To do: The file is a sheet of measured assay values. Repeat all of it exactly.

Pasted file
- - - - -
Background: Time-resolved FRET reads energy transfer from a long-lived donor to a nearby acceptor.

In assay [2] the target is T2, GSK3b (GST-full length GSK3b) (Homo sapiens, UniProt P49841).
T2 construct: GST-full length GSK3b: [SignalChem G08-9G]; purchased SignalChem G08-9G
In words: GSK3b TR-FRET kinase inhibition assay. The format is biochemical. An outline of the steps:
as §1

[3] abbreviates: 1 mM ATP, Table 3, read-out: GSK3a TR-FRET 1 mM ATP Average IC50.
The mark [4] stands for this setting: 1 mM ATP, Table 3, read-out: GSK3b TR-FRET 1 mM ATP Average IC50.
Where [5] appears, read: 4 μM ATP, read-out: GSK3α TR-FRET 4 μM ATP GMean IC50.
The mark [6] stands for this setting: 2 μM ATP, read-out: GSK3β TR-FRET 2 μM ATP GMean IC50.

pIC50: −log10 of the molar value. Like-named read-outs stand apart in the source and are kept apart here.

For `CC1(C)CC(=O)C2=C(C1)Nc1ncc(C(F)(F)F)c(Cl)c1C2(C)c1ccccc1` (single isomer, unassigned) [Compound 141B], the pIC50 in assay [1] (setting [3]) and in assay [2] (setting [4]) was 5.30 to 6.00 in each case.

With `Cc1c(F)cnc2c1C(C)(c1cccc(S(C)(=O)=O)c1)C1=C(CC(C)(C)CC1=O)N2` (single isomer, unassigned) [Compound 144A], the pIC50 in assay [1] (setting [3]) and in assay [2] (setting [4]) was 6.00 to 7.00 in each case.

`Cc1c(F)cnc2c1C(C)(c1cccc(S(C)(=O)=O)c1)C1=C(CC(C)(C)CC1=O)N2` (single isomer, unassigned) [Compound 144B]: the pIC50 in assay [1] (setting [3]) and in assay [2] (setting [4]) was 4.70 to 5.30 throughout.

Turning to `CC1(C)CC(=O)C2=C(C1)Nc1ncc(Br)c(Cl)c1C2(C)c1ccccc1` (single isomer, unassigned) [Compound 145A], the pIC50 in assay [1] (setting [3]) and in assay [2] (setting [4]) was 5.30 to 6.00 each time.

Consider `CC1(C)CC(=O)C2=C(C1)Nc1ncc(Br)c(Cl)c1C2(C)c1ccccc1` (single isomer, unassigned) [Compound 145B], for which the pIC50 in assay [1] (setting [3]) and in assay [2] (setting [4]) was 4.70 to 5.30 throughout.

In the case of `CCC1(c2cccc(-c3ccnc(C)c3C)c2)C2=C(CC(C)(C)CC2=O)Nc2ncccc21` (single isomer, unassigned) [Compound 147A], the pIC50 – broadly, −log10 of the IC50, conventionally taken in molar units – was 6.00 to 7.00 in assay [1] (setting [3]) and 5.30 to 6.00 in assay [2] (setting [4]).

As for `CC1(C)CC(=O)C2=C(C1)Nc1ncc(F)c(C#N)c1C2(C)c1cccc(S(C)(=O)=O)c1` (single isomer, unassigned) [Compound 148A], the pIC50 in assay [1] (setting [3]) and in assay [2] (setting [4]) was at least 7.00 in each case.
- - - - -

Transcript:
Background: Time-resolved FRET reads energy transfer from a long-lived donor to a nearby acceptor.

In assay [2] the target is T2, GSK3b (GST-full length GSK3b) (Homo sapiens, UniProt P49841).
T2 construct: GST-full length GSK3b: [SignalChem G08-9G]; purchased SignalChem G08-9G
In words: GSK3b TR-FRET kinase inhibition assay. The format is biochemical. An outline of the steps:
as §1

[3] abbreviates: 1 mM ATP, Table 3, read-out: GSK3a TR-FRET 1 mM ATP Average IC50.
The mark [4] stands for this setting: 1 mM ATP, Table 3, read-out: GSK3b TR-FRET 1 mM ATP Average IC50.
Where [5] appears, read: 4 μM ATP, read-out: GSK3α TR-FRET 4 μM ATP GMean IC50.
The mark [6] stands for this setting: 2 μM ATP, read-out: GSK3β TR-FRET 2 μM ATP GMean IC50.

pIC50: −log10 of the molar value. Like-named read-outs stand apart in the source and are kept apart here.

For `CC1(C)CC(=O)C2=C(C1)Nc1ncc(C(F)(F)F)c(Cl)c1C2(C)c1ccccc1` (single isomer, unassigned) [Compound 141B], the pIC50 in assay [1] (setting [3]) and in assay [2] (setting [4]) was 5.30 to 6.00 in each case.

With `Cc1c(F)cnc2c1C(C)(c1cccc(S(C)(=O)=O)c1)C1=C(CC(C)(C)CC1=O)N2` (single isomer, unassigned) [Compound 144A], the pIC50 in assay [1] (setting [3]) and in assay [2] (setting [4]) was 6.00 to 7.00 in each case.

`Cc1c(F)cnc2c1C(C)(c1cccc(S(C)(=O)=O)c1)C1=C(CC(C)(C)CC1=O)N2` (single isomer, unassigned) [Compound 144B]: the pIC50 in assay [1] (setting [3]) and in assay [2] (setting [4]) was 4.70 to 5.30 throughout.

Turning to `CC1(C)CC(=O)C2=C(C1)Nc1ncc(Br)c(Cl)c1C2(C)c1ccccc1` (single isomer, unassigned) [Compound 145A], the pIC50 in assay [1] (setting [3]) and in assay [2] (setting [4]) was 5.30 to 6.00 each time.

Consider `CC1(C)CC(=O)C2=C(C1)Nc1ncc(Br)c(Cl)c1C2(C)c1ccccc1` (single isomer, unassigned) [Compound 145B], for which the pIC50 in assay [1] (setting [3]) and in assay [2] (setting [4]) was 4.70 to 5.30 throughout.

In the case of `CCC1(c2cccc(-c3ccnc(C)c3C)c2)C2=C(CC(C)(C)CC2=O)Nc2ncccc21` (single isomer, unassigned) [Compound 147A], the pIC50 – broadly, −log10 of the IC50, conventionally taken in molar units – was 6.00 to 7.00 in assay [1] (setting [3]) and 5.30 to 6.00 in assay [2] (setting [4]).

As for `CC1(C)CC(=O)C2=C(C1)Nc1ncc(F)c(C#N)c1C2(C)c1cccc(S(C)(=O)=O)c1` (single isomer, unassigned) [Compound 148A], the pIC50 in assay [1] (setting [3]) and in assay [2] (setting [4]) was at least 7.00 in each case.